Friday 07 October 2022

Income tax down, asset tax up: What the 2023 budget means for you

Photo: Bart Maat ANP

The Dutch government presented its 2023 spending plans to parliament on Tuesday. Here are the main measures:

Government finances

  • The budget deficit will rise to 3% of GDP, just within the EU’s official limit.
  • The national debt will remain at 49.5% of GDP, well within the EU norm.

Taxes and income

  • Income tax for incomes up to €73,071 will go down by 0.14 percentage point to 36.93%.
  • The income tax cut, combined with an increase in other tax discounts for people in work, will boost average incomes by €500 a year although the self-employed earning more than €70,000 a year will be slightly worse off.
  • Savings of up to €57,000 are exempt from asset taxes. This is up from €50,000 in 2021.
  • The tax on assets will increase from 31% to 34% over the next three years – based on the estimated increase in their value – currently 0.01% for savings and 5.53% for investments and property.
  • The tax discount for freelancers (zelfstandigenaftrek) will be reduced to €5,030 in 2023 and cut in stages to €900 by 2027.

Read the government’s summary of the tax plans in English

Other taxes

  • The tax on flying will rise by €8 per passenger to €26 per departure flight.
  • Transfer tax on buying property as an investment will rise to 10.4%.
  • The price of a packet of cigarettes will rise by over €1 to around €9, and will top €10 in 2024. Rolling tobacco will go up to around €17 next year.
  • The tax on soft drinks will rise by 11 cents.
  • Value-added tax on solar panels will be cut to zero.

Social security

  • The minimum wage, state pension and other benefits will rise 10% from January
  • Housing benefit will rise by €16.94 a month while over 500,000 low income tenants living in housing corporation property will be eligible for a rent cut of up to € 57 per month.
  • Healthcare benefits will rise by up to €43 a month to €134.
  • Childcare benefits will also rise to reach 96% of the cost by 2025.


  • A price cap is being introduced on energy bills which will run until the end of next year, limiting most households to a monthly payment of no more than €290.
  • The government is setting aside €50 million for a fund to help people who cannot pay their energy bills.
  • Low income families (up to 120% of the minimum wage), will be entitled to up to €1,300 in extra help to pay energy bills, payable by their local authority.
  • The reduction in taxes on petrol and diesel (17 cents less per litre of petrol and 11 cents less for diesel) will be extended to July 2023.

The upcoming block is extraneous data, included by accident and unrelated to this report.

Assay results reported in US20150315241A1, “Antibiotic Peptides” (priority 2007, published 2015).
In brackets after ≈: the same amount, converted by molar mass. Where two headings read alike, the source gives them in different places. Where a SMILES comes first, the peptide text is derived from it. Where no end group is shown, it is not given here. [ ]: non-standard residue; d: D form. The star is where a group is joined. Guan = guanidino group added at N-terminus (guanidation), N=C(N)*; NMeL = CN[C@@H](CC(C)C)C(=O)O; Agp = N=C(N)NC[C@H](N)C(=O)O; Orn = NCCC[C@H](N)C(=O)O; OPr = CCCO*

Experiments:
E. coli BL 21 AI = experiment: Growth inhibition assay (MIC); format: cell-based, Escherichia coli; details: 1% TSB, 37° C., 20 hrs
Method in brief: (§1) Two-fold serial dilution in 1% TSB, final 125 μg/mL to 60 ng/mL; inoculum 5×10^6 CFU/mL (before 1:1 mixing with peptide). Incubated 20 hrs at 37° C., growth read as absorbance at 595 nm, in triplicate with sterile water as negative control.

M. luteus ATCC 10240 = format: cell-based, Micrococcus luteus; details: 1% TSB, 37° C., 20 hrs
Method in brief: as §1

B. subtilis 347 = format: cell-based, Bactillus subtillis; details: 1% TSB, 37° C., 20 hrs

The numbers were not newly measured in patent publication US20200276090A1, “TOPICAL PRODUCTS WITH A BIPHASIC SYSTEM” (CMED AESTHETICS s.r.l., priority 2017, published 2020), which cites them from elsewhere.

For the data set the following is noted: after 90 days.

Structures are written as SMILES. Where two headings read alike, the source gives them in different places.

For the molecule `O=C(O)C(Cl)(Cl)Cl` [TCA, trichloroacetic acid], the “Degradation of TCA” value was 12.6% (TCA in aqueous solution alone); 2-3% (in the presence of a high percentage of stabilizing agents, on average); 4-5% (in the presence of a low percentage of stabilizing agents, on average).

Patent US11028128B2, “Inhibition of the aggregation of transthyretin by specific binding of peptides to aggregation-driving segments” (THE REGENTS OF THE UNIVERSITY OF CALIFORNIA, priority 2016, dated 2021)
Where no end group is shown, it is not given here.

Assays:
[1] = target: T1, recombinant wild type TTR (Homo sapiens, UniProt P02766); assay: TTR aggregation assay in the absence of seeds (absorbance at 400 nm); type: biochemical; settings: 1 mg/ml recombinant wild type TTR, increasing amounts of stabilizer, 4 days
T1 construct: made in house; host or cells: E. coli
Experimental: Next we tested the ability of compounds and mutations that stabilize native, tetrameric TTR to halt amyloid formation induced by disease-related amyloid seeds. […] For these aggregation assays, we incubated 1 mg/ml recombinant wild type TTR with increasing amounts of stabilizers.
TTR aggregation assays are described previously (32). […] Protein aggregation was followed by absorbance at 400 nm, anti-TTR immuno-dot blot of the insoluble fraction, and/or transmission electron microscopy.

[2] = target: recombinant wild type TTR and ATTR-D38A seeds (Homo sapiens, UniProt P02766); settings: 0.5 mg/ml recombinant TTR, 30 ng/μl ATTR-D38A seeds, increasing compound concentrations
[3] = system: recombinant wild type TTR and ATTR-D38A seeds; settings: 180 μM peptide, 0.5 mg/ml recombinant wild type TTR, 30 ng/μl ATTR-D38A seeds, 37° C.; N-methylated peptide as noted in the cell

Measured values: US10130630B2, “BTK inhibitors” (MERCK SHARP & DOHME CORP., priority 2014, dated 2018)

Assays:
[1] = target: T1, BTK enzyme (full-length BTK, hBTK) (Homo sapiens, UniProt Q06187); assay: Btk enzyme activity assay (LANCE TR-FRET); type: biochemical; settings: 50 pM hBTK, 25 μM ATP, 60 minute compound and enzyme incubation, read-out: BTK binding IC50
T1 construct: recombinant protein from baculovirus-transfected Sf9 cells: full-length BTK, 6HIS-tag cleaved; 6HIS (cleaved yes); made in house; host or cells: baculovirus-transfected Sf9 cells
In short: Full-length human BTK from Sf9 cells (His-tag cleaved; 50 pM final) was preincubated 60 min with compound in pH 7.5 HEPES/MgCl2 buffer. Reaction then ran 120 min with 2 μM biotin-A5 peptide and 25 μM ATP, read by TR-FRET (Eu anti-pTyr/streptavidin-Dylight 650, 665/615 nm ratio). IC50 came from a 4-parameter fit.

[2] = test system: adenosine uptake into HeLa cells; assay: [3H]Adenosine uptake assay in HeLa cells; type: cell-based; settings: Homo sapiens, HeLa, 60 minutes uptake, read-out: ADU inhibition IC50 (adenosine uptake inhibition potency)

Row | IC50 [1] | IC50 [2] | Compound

• An extra €300 million has been allocated to help households make their homes more energy efficient, on top of the €4 billion which was set aside earlier.


  • The tax on profits will go up from 15% to 19% while the threshold for profit tax will go down from €395,000 to €200,000.
  • The ‘mining’ tax paid by gas and oil companies will go up to help pay for the energy bill measures.
  • €145 million has been set aside to stimulate the development of a hydrogen industry in the Netherlands, €180 million for offshore wind power and €200 million for district heating schemes.
  • Cars eligible for company car schemes must be fully electric from 2025.


  • €1 billion has been allocated to combat ‘inequality of opportunity’ and €1 billion will go on improving the quality of education.
  • Students who live away from home will be entitled to an extra €165 next year, in addition to the basic student grant.
  • €1 billion has been reserved as compensation for students who were not entitled to student grants during the seven years in which they were scrapped.


  • The cost of health insurance will rise around €11 a month, taking the average premium to €137 a month – however, the exact increase is up to health insurers themselves.
  • Overall spending on healthcare will rise by €6 billion to €105.9 billion, largely due to pay rises.


  • Members of the royal family will receive an extra €450,000 as income and personnel costs, taking official payments to the king, queen and others to €50.1 million.
  • €3.9 billion will go on support for Ukraine, of which €2.6 billion is for help to refugees
  • An additional €1 billion has been allocated to pay for refugee accommodation up to 2027
  • €100 million will go on preventing ‘vulnerable’ youngsters turning to crime and the same amount will go towards counteracting drugs crime, with a specific focus on ports and airports.
  • The defence ministry budget will increase by €5 billion a year to reach the Nato norm of 2% of GDP.
  • €5.2 billion has been allocated to stop the spread of coronavirus.

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